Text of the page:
News from the South West London Mobile Unit. They are quite encouraged at times, although the going is hard. They mention a Sikh who one evening after listening to the message came into the Unit, and spent about half an hour asking questions and seeking to know more about the Lord. A copy of the New Testament has been sent to him. This took place on a cold, wet Sunday evening when the team had almost decided not to go out. During 1982, some 25, 000 tracts and portions of Scripture were distributed. Visits to BRIXTON, CLAPHAM and ARNDALE all gave opportunity for conversations, and Scriptures were passed on to some. At STRAND, there was a chat with a policeman, a Catholic from Glasgow, two girls from Sardinia, a girl from Sweden who was given a Way of Salvation and a group from U.S.A. Thus the same precious message was shared with people from many parts, highlighting the universal value of the gospel which we preach.
W. Beale sends some points to remember in an interesting, report. In spite of the general apathy and seeming indifference these days, there is much to encourage in the SWANSEA area through various assembly outreaches. The commission is “GO YE” and whilst it is not incumbent upon people to come in to our gospel meetings, we have a responsibility to go out to them. This is definitely happening, and in addition to the continued public witness of the South Wales Mobile Unit, a group of young people hold an open-air witness in the centre of Swansea City and are finding many opportunities of personal witness amongst the crowds who stand and listen. There are also good reports of work in hospitals through radio, and also blessing through Postal Sunday School and visits to Eventide Homes. The assembly at FFORESTFACH have really made an impact in the area through their monthly meetings for Senior Citizens, when over 80 gather to listen to the message. A Christian witness has been maintained in H.M. Prison at SWANSEA for about ten years. For the past two years three Christian prison visitors have been going into the prisons regularly. There are opportunities for witnessing to the men whilst talking to them in their cells. This is challenging work which has borne fruit for the Lord. A Youth Assessment Centre is also visited fortnightly. About 15 boys see a Christian Film Strip or Film followed by a message. In most cases this is the first time that they have heard of the love of the Lord and His saving power. Prayer is asked for these ventures in seeking to reach such for Christ.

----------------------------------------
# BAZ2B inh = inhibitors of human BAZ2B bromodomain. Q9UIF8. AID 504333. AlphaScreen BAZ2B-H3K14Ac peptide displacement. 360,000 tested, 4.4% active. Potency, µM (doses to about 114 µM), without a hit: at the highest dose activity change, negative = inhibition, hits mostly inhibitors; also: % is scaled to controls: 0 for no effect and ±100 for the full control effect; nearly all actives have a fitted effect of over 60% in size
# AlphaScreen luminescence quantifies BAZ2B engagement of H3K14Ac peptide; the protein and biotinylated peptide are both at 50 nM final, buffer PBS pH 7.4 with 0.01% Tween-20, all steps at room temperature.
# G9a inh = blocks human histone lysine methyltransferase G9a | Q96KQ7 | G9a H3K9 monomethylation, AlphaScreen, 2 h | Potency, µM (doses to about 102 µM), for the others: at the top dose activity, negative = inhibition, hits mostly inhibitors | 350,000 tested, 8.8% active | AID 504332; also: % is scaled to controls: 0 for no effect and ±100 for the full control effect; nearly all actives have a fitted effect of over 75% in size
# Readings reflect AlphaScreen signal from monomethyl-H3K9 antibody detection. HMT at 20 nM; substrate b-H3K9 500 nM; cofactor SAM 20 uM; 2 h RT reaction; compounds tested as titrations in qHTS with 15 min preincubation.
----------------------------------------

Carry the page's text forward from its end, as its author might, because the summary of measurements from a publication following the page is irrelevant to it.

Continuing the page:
Interesting events are reported by John Flynn of a visit to EGYPT with Jim Hutchinson last year. This was for meetings and conferences. En route, BUDAPEST was visited for about eight hours. During this time fellowship with believers was enjoyed. A short trip around the city was taken and a time of ministry in one of the homes. Conferences were arranged in Egypt at KALUBE (N. of Cairo) and ASSUIT (upper Egypt), and these were occasions of real blessing from the Lord. Well attended meetings were held in CAIRO, HELIOPOLIS and ALEXANDRIA. There was encouragement in seeing some saved, and 17 believers were baptized at Kalube and Masaka. It was good to link up with four full-time workers, Egyptian evangelists. They need much prayer as they seek to serve the Lord in this difficult Islamic country.
A report has been sent from SOUTH AFRICA—the beautiful Cape Peninsula— the FISH HOEK assembly and Wellwood Missionary Home and Christian Guest House. Many during the past have enjoyed the hospitality of the Guest House and the fellowship of the assembly. For many years there have been efforts made to get premises to enlarge the Hall on its present ground, and permission has at last been given by the Council to make additions to the existing building. This will increase the effectiveness of the witness of Wellwood Chapel. A number of the members of the assembly are retired pensioners, so there is a need for prayer that the needs regarding these developments will be met. Albert and Jennie Tibbit, who have been in charge of the Home and Guest House for many years, have returned to England for a year. To cover this, Gordon and Margaret Jones (ex Zaire) have taken over the management. For this they would value prayer. Walter Gammon, who has laboured in the work, is resting on doctor’s orders from the strain of overwork. Recently, a month’s Gospel Campaign with evangelists David Aber-nethy and Duncan Meyer saw some well attended meetings. Fish Hoek, where the assembly is set for witness, is a “village” where by local law there is no public house, nor off-licence, not even a cinema. And the T.V. programmes begin and end with the Word of God every day. Quite a unique situation! Let us pray for the guidance and blessing of the Lord upon these believers as they seek to expand in His work.